Indigenous beliefs and practices predate all other expressions of faith in Calling Lake, and continue to be practiced. As traders and settlers came north, Catholic, Protestant and Mennonite missions added to the mix.
Topics on tap for this suite of rooms include the following. If you have any memories, photographs or artifacts to contribute, please contact the history committee.
We invite anyone with knowledge of Indigenous beliefs and practices over time in this region to share what they know and wish others to learn so that this can become a fulsome room.
Churches & Missions
We have yet to explore the work of the various missions and churches that have put down roots here over time. Thanks to the Kito Sakahekan Seniors Society, and especially Av Mann, we do have an account the first Catholic Church, The Church of St. Leon le Grand. As the book’s title indicates, this work also sketches the history of some of Calling Lake’s early settler families.
Mennonite Voluntary Service Unit
Between 1955 and 1969, a Mennonite Voluntary Service Unit set up headquarters in Calling Lake, attracted by a promise of help from Slim Ellefson. The Ellefsons were moving their sawmill to Calling Lake, which did not have a Protestant church then, and hoped the Mennonites would offer a worship community for their extended family. (Watch our “Forestry” room for more about Ellefson sawmill history.)
Responding to community need, the Mennonite volunteers’ work expanded over time to encompass health care, transportation, employment, a church and more. Some volunteers remained after the unit left and blended into the community. Among them was Hilda (Eby) Crawford, a nurse; for decades, she attended many of the community’s births.
Ike and Millie Glick, who led the service unit in the early days, have written a book about the experience, aptly named Risk & Adventure. Click on the cover image for a summary of the book, augmented by recent interviews with Ike.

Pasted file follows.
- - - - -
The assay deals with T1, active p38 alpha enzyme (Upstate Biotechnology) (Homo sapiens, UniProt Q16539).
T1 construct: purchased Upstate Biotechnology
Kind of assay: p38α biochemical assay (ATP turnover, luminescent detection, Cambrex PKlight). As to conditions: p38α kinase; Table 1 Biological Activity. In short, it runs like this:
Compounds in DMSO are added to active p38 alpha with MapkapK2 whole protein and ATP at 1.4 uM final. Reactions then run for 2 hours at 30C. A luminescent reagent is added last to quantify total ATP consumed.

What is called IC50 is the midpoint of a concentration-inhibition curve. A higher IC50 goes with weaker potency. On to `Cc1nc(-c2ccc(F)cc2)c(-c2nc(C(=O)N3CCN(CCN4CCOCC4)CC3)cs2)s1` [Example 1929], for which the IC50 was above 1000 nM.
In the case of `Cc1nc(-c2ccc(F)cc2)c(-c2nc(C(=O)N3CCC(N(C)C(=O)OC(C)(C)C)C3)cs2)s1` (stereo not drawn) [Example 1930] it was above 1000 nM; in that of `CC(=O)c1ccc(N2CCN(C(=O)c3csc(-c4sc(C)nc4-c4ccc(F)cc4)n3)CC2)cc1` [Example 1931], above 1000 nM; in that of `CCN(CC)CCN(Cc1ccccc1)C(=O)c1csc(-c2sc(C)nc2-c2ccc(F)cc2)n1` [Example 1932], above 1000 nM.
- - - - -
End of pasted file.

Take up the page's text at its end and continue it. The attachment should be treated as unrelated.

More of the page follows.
“Stanley Crawford recalled walking down the pack trails following the telegraph line to Athabasca. On the way back home they would build a scow to float their supplies down the Athabasca to Calling River. Next was walking the twenty four miles to Calling Lake. They were back again the next day with the team and wagon to pick up the supplies.” – Evergreen Yearbook, 1966-1967
Ike Glick learned to fly while in Calling Lake, the better to serve isolated communities in the north. Paul Nafziger, who volunteered with his family in the summer of 1957, later described the situation as follows: “Ike somehow came up with a small Piper Cub plane. Slim [Ellefson] bulldozed out a landing strip, and we chopped away some of the taller brush around the strip. A hanger was made of logs and slab wood. Nothing fancy, but it seemed to work pretty good.”
Members of the Mennonite Voluntary Service Unit compiled a binder of memories fifty years later, when they gathered for a reunion. Paul Nafziger’s description of his family’s summer in Calling Lake in 1957 provides glimpses of the volunteers at work and play. To read about other volunteers who served at Calling Lake, click on MVS 50th anniversary binder – Calling Lake.
Recognizing that we are all Treaty people, equally responsible to know our shared history and journey forward in good faith, we acknowledge with respect that Calling Lake stands on land, and alongside water, where Indigenous peoples have gathered, hunted, fished and held ceremonies from time immemorial. Knowing that J.B. Gambler Indian Reserve #183 is part of Bigstone Cree Nation within Treaty 8 Territory, and that we are within Métis Nation of Alberta District 22, we wish to understand the spirit and intent of promises made so that we can take action to create a just and caring future built on truth and reconciliation.